by the time New Guinea, everything was well equipped. I’d say in New Guinea we had plenty of supplies, clothing was in the desert, we didn’t need much clothing there cause most of the time we would get around in shorts and a hat. You didn’t have to worry too much about clothing so much but I don’t remember getting too many issues of it there but New Guinea, we were well equipped all the time with


clothing and they kept the ammunition up to us pretty well. And in the desert I think we improvised a lot with a lot of captured stuff, it was very handy to have.
Tell me a bit about that?
Like the, some of the Italian machines guns, we could rig them up, fellows were capable enough to use them. Artillery was the main thing; there was so much artillery ammunition


and they had these different units, what they call “Bush artillery,” the fellows from the units from certain areas get a few field guns and a lot of ammunition and they’d have improvised ways of firing them and there was plenty of ammunition as long as they were on the targets it was very good to have the extra and not using up our own supplies, cause at time in Tobruk the ammunition


was scarce. The artillery units were restricted to how many rounds they could fire each day and it was noticeable when the Poles came, the Poles came to relieve us. They hated the Germans and their artillery unit, they got rid of all the, just about all the ammo in a couple of barrages, they just couldn’t resist. So it must have been hard for the navy to keep supplies up


in those circumstances. But you see in New Guinea, even though we had times when they had to drop supplies into the kunai patches, most of the times there was plenty coming through from the beachheads and that. So I’d say we were better equipped, I’d say for supplies in New Guinea really, even though it was more difficult terrain and that.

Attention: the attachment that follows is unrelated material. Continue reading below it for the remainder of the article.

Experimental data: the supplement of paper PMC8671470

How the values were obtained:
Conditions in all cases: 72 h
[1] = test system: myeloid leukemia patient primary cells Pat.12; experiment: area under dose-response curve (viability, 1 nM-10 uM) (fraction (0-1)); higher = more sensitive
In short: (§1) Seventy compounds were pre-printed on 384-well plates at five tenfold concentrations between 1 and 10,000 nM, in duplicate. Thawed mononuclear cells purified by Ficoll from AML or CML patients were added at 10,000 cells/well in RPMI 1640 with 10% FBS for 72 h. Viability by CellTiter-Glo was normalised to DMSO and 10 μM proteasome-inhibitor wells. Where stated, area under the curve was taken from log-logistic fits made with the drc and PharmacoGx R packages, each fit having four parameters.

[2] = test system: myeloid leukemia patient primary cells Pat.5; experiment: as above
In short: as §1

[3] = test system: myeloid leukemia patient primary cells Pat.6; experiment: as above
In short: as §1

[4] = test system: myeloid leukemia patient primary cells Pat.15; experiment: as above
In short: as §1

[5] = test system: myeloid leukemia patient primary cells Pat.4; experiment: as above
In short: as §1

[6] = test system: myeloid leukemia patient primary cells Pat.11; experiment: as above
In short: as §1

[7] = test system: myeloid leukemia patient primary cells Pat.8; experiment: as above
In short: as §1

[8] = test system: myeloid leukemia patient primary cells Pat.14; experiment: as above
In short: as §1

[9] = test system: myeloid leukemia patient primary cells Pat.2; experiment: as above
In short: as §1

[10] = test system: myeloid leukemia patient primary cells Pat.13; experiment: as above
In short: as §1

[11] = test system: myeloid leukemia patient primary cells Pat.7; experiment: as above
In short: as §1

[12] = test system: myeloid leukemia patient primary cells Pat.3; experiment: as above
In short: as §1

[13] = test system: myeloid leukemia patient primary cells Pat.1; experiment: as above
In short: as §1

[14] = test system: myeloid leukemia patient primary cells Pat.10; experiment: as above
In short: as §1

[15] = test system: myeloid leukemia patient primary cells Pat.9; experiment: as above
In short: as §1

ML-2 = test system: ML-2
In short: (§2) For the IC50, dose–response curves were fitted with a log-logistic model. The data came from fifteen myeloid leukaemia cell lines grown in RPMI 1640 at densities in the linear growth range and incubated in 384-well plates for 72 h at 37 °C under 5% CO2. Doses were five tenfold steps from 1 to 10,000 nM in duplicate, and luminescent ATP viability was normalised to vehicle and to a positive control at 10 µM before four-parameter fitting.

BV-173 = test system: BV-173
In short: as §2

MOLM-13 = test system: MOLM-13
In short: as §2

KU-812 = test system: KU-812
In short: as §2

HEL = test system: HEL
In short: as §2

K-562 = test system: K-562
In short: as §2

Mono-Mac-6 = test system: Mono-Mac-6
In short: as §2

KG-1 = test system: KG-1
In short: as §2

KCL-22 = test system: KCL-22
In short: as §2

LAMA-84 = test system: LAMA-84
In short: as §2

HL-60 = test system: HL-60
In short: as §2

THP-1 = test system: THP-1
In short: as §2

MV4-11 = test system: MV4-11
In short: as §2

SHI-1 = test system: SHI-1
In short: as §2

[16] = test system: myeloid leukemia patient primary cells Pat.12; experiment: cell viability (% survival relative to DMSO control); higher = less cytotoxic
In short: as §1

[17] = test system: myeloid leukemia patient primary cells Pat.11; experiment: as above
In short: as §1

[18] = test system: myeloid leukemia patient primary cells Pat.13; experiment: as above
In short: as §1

What about the weapons?
Well the weapons, well


in New Guinea we just had our standard weapons, they were efficient enough what we had. There was more jungle fighting, there’s more rifles and more armoured guns and stuff like that, whereas in the open warfare you’ve got machine gun regiments, which would be hard to use up in the jungle area, so I’d say as far as what we needed we were well equipped enough in New Guinea.


And the last part of that question is the differences in the command? Did you notice any difference in effectiveness of the command or decisions you were working under?
It’s a bit of a hard question.
Did you feel that the organisation of


the troop movements or the how the orders were communicated to you, were there any significant differences?
You mean in the Western Desert and New Guinea?
Yeah, yeah.
No, I think everything came through about the same through brigade commanders down to battalion commanders, I think we were well, and then down to the men themselves, I think we were well educated on what we were going to be doing.
What about the faith


in the command, was there a….?
Overall, in our division, I don’t remember ever being over critical of any of the top leaders, we like most of our high up officers were competent men and none were demoted in anyway. In some other areas there


might have been some troops, the higher officers might have been demoted because of the general, the higher generals’ attitude to them, but I’d say in our division I can be very confident of good leadership all through.
What was the quality of rations like, I’m going back now to the New Guinea campaign?
New Guinea campaign, the rations were a bit scarce at times,


even after the Lae campaign we, it was hard to get, there was no way when the campaign we were doing there, to any road traffic to get supplies in jeeps and that. So it had to be, we had to take it with us or manhandle, work parties bring it up. But still that wasn’t a great worry, we weren’t starving at any time.
And what were you eating?


Well one of the staple things was the army biscuit, they were “Dog biscuits” we called them. They were a very hard biscuit but if you soaked them and make them into a kind of porridge it was edible, and the bully beef types of things. And we used to have a little


methylated spirit sort of a thing, a little box, you could heat stuff where you wouldn’t have a big fire. You’d set these up under your dixie and you could cook things on them and things like that. But the general ration was just enough to sustain you.
Was it difficult to preserve food in the humidity?
It was, the bully beef, if you had cans of bully beef,


if your carry it in your pack, it could get a bit rancid quickly in the heat and the stifling conditions. But I can’t remember having anybody getting overly sick from any foodstuffs, cause they had hard food, so I think basically we got through all right on the meals.